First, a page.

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Given that we all depend upon electricity so much, it's surprising how little is actually known about it

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Overloading and Fuse

Electricity produces heat as it travels through a conductor and a given amount of current will heat up a thin conductor more than it would a thick one.  If too much current passes through a cable it will heat up to the point where it could damage the appliance or even cause a fire. This is what is known as overloading. To prevent overloading from causing harm or damage, a 'weak link' or 'links' known as fuses are introduced into wiring circuits and appliances. A fuse is made-up of a thin wire strand, designed to melt and break if the current passing through it exceeded the specified rating, so by breaking the circuit that stops the appliance from working.  There are three types used in the home. 

The Main Fuse
The main fuse is installed and sealed by the Electricity Board and is only accessible by them. This is a fuse that the householder need not be concerned about, as well as the fact that it rarely blows due to its high rating.

Consumer Unit Fuses

Consumer unit fuses are accessible to the householder and are located next to the electric meter.  The type of consumer unit installed depends on how old the installation is and differ in the type of fuse system used. The most modern being are the 'miniature circuit breakers' (mbc). Mcb's are not fuses as described earlier, made-up of a thin wire, rather, as the name suggests, they are miniature switches or buttons that 'trip' if too much current passes through them. This type is the best, as they are very sensitive and to reset only requires flicking a switch or pressing a button. If there is a fault on the system, the switch will not reset.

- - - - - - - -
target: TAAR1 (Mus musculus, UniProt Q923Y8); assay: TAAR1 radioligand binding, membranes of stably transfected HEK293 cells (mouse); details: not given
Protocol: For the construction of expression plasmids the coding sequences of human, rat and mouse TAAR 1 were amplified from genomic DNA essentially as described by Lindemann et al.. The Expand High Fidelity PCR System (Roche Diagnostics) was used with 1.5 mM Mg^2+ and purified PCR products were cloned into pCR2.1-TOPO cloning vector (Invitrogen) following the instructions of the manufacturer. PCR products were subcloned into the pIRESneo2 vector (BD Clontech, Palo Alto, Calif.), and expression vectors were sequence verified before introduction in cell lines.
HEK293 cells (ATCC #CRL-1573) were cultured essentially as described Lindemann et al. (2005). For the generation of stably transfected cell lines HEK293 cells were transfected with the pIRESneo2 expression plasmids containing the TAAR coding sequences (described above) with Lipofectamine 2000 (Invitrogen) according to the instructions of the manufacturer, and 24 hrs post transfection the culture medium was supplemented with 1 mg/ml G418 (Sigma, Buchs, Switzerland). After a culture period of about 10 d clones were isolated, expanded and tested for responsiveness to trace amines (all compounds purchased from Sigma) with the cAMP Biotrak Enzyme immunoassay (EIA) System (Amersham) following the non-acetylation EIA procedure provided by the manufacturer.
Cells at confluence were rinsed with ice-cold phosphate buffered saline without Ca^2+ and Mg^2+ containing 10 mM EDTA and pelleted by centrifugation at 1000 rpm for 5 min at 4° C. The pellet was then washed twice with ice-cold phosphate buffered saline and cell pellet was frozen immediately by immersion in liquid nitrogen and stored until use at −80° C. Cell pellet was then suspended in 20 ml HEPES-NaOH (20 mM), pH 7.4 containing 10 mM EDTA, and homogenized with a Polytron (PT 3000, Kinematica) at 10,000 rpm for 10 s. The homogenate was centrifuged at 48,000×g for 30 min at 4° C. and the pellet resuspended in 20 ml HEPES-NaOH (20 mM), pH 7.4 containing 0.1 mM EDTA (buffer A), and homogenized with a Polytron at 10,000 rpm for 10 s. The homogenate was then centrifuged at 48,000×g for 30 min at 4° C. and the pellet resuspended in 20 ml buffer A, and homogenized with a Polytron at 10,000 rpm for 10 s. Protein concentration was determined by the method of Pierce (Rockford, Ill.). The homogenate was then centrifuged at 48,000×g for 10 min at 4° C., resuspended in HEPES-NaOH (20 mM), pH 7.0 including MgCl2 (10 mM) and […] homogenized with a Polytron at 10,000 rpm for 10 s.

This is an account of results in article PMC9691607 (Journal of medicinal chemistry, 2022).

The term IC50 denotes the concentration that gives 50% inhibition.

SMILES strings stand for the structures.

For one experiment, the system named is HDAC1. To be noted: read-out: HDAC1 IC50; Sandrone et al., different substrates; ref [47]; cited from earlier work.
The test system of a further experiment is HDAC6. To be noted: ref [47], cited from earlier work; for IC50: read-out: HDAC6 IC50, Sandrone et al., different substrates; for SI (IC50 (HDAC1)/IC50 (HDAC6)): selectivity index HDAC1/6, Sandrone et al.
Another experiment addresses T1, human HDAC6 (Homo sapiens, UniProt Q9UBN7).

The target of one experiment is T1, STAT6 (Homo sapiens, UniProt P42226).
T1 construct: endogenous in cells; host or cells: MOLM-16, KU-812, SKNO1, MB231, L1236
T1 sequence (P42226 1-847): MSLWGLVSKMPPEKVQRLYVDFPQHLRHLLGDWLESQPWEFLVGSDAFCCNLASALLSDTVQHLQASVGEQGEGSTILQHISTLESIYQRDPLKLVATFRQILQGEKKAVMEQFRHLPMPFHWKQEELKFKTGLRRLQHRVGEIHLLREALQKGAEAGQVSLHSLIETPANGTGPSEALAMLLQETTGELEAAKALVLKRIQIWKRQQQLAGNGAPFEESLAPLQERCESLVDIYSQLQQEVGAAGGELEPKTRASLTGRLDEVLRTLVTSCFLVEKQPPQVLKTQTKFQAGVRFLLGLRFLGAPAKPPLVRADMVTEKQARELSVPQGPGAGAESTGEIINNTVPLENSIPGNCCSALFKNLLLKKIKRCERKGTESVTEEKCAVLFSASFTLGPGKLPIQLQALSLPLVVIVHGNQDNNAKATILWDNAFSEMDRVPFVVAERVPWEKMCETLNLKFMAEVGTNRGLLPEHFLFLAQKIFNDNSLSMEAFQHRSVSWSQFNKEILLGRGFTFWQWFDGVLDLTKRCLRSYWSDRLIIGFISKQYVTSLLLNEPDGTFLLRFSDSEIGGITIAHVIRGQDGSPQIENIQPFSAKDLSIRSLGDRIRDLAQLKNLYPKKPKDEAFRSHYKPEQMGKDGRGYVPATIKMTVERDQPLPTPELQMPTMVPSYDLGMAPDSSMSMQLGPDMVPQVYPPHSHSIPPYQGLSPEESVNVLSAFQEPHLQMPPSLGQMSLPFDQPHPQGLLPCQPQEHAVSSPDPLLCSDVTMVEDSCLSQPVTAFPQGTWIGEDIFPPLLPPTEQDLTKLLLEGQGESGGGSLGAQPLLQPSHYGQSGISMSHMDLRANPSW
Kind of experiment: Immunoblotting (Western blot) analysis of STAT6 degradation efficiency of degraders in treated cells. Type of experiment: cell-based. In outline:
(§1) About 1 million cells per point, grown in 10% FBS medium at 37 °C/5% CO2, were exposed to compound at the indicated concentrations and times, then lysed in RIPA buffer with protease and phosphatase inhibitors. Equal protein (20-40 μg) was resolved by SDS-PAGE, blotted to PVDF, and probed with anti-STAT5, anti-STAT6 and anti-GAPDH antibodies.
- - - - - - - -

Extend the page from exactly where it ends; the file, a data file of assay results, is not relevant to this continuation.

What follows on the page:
Older consumer units have either a 'wire fuse' system or a 'cartridge system', both of which have removable fuse carriers that either contains a cartridge fuse or provisions for fuse wire to be installed.

Plug Fuses
Rectangular pin plugs use fuses of either 3, 5 or 13 amp. The fuse in a plug is designed to break the circuit to a particular appliance that it serves rather than a complete circuit, which means that the single appliance is isolated if a fault occurs, protecting the remaining circuit.
The fuse fitted to the plug must be relevant to the cable size on the appliance/device. If incorrect, the cable insulation could melt resulting in fire and/or electrocution in the event of a fault. For this reason, it is very important to know what size of fuses to use in the plugs that are connected to your appliances.
To determine the correct fuse size, the power rating (wattage) of the appliance must first be known, and this information should be displayed on the appliance itself. With the appliance wattage known, its rating should be divided by the voltage (230), so that an appliance below 700 watt would require a 3 amp fuse, an appliance below 1200 watts would require a 5 amp fuse, with a 13 amp for anything above this value.
Each fuse cartridge is colour coded as well as having the amp rating stamped upon it, the most common being 3 amp (red), 5 amp (black) and 13 amp (brown).

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